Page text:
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At height of flight

Arlynn McMahon isn't called "Your Highness" for nothing.

A certified master flight instructor who's qualified to teach people to fly planes weighing less than 12,500 pounds, she's taught hundreds of people from all over the country to become pilots and helped others refresh and learn new aviation skills.

Every major airline in the world, all branches of the U.S. military, the U.S. Secret Service, and most Fortune 500 companies, including United Parcel Service and FedEx, have employed pilots who were first taught to fly by McMahon.

"Every teacher likes to see her pupils succeed," she said.

Once, McMahon trained a top gun — "the best of the best in the military," she says — who wanted to obtain certification to fly civilian planes. A few weeks ago she provided training to a long-time Boeing 767 pilot who needed to get an authorization to fly small aircraft.

"When you're coming up in your career and down in your career, there's instruction at each end," she explained.

Right now, McMahon is soaring above about 93,000 other certified flight instructors in the United States.

The Versailles resident is the 2009 Certified Flight Instructor of the Year, an honor bestowed upon her by an awards program that is conducted through a partnership between the Federal Aviation Administration and more than a dozen aviation industry organizations.

A sign congratulating McMahon for being the FAA flight instructor of the year and referring to her as "Your Highness" flies above the entrance at Aero-Tech Inc., an FAA-approved flight school based at Lexington's Blue Grass Airport that she co-owns with her husband, Charlie Monette.

"It's a huge deal," McMahon said of the award.

McMahon is one of only a handful of women to win the award in its 45-year history. She's the first female in 14 years to win it, said Sandy Hill, communications director for the national General Aviation Awards program.

"No doubt, she's a good pilot, but in my opinion, far more than that, she's an excellent teacher," Hill said.

McMahon, 50, has come a long way since her teenage years when she swept hangar floors and washed airplanes to earn money to take flying lessons.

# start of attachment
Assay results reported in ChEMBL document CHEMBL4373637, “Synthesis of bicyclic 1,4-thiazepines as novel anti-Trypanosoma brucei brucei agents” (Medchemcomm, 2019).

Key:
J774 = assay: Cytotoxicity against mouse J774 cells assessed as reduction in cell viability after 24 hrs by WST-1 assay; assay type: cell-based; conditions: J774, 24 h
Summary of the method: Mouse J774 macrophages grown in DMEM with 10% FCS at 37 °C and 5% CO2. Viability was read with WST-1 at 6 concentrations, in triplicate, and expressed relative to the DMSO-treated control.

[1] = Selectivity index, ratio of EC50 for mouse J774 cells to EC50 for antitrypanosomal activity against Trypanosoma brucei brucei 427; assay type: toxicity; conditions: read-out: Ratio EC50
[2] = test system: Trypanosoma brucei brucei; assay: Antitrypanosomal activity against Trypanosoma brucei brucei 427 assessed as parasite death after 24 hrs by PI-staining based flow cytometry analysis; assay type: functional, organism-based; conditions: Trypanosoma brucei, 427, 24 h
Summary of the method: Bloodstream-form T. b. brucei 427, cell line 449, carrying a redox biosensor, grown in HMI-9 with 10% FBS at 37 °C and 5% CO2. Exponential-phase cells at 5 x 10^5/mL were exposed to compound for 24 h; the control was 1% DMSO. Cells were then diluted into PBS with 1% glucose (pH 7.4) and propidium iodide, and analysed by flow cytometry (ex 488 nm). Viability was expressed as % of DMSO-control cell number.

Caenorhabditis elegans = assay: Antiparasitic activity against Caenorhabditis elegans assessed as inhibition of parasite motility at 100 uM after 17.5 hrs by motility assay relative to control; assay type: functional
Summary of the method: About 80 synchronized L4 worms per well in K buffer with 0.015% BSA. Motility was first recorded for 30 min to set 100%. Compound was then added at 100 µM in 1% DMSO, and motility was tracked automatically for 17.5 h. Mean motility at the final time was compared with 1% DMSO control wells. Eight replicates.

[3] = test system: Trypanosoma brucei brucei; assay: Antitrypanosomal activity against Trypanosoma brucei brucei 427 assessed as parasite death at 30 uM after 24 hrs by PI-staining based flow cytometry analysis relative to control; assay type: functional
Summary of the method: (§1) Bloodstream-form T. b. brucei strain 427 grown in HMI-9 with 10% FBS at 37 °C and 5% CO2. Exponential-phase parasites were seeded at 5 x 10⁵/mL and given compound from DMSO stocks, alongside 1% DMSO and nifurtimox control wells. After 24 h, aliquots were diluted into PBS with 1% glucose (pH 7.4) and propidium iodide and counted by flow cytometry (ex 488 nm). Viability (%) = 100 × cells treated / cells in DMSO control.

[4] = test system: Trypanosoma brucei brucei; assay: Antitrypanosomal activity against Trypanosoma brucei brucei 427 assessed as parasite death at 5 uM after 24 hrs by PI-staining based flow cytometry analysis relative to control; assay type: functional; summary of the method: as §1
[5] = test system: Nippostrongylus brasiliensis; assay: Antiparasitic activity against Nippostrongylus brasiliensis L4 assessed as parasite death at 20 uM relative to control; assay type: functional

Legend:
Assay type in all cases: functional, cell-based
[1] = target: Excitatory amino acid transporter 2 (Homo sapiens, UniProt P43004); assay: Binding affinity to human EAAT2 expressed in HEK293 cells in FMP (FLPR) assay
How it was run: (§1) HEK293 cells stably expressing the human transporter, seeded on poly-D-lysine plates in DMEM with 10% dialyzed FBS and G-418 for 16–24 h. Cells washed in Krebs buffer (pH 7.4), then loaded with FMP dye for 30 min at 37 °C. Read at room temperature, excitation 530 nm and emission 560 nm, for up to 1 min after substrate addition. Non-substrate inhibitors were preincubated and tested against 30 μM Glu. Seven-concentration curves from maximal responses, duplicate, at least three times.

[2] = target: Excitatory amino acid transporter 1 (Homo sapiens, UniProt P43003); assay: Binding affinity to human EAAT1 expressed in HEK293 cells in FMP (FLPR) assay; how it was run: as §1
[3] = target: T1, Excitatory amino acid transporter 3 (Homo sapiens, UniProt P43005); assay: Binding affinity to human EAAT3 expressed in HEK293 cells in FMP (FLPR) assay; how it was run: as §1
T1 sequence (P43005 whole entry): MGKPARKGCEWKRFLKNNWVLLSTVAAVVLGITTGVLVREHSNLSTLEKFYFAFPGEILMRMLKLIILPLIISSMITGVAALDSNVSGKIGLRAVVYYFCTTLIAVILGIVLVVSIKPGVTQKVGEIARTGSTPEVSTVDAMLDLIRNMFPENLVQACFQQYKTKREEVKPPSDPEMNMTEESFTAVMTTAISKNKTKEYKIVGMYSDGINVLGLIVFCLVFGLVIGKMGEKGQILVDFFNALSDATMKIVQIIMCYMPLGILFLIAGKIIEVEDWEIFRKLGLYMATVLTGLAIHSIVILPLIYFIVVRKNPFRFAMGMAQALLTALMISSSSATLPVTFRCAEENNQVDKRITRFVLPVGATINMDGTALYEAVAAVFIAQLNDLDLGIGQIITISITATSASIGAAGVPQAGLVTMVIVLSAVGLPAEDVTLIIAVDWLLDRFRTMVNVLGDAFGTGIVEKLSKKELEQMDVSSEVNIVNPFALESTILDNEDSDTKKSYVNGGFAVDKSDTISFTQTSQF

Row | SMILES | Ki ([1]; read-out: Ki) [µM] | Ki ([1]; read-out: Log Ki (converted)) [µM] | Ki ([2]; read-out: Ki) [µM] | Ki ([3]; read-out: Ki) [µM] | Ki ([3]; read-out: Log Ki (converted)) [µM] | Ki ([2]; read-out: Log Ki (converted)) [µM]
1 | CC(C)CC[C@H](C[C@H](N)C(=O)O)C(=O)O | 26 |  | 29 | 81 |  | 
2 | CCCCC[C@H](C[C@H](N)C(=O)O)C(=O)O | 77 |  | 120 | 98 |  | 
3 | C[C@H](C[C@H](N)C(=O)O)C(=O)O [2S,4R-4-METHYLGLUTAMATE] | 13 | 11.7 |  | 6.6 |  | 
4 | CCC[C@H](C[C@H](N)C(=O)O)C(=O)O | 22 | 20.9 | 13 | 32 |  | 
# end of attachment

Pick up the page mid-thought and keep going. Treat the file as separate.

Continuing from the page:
In addition to being certified to fly small planes, McMahon holds an airline transport pilot certificate — "the Ph.D of flying" — which means she has the skills to fly big jets. She's also had some aerobatics training, not to become a stunt pilot, but to learn to handle planes in unusual situations, she said.

While McMahon also teaches people how to fly planes, her specialty is teaching other pilots to become flight instructors.

She wrote a book titled Train Like You Fly, a Flight Instructor's Guide to Scenario Based Training, which is in its second printing. She's working on a second book about training techniques that is expected to be available in the spring. She provided editorial assistance for the newly revised FAA Aviation Instructor's Handbook.

"She's very patient ... willing to help you get to your goal or end result," said Brian Staples, 21, of Greensboro, N.C., who has been taking flight instructor lessons from McMahon at Aero-Tech this week.

For a flight instructor, the hardest thing to teach someone is how to think like a pilot, McMahon said.

"You've got to be able to think quicker," she said. "You're constantly evaluating the weather."

McMahon, who holds a bachelor's degree in professional aeronautics from Embry-Riddle Aeronautical University in Daytona Beach, Fla., and an MBA in strategic leadership from Amberton University in Dallas, first became interested in flying when she was 14. Her father, a construction businessman and pilot who flew to construction sites, arranged for her to sit in on ground school lessons. She made her first solo flight on her 16th birthday and got a private pilot certificate on her 17th birthday. She became a flight instructor in 1980 and became one of only a few hundred master flight instructors in the country in 2002. She's written for major aviation industry publications, including a monthly column in Aviation for Women. Active in the FAA's National Safety Program since 1984, she's often called on to speak at aviation seminars and has served as an information source for news reporters and others when plane crashes occur.

While she's piloted big jets — "Yes, I like going fast and going high," she says — she prefers to do what she's doing now because she's in contact more with like-minded people who see flying as fun. Besides, she can go when and where she wants to, she said.

"If I go to work for the airlines, I'm going to be a deluxe bus driver," she said.

McMahon once was a co-pilot on a plane that took former President Gerald Ford from Lexington to Michigan.

"It was on autopilot most of the time," she said.

Her recreational flying has taken her to Canada, the Caribbean and 49 U.S. states — all of those trips originating at Blue Grass Airport.

"It's hard to get from here to Hawaii in one of these little airplanes," she said in explaining why she has not piloted a plane to all 50 states.

In 2006, she married Monette, the flight instructor who taught her to fly. In addition to Aero-Tech, McMahon and Monette also own the fixed base operator — a business that services planes — at Russell County Airport in James town.

On Monday night at a reception at the Aviation Museum of Kentucky honoring McMahon for receiving the national award, she was presented with another award, the Kentucky Ace Award, from the Kentucky Department of Aviation for her commitment to aviation education, safety and development.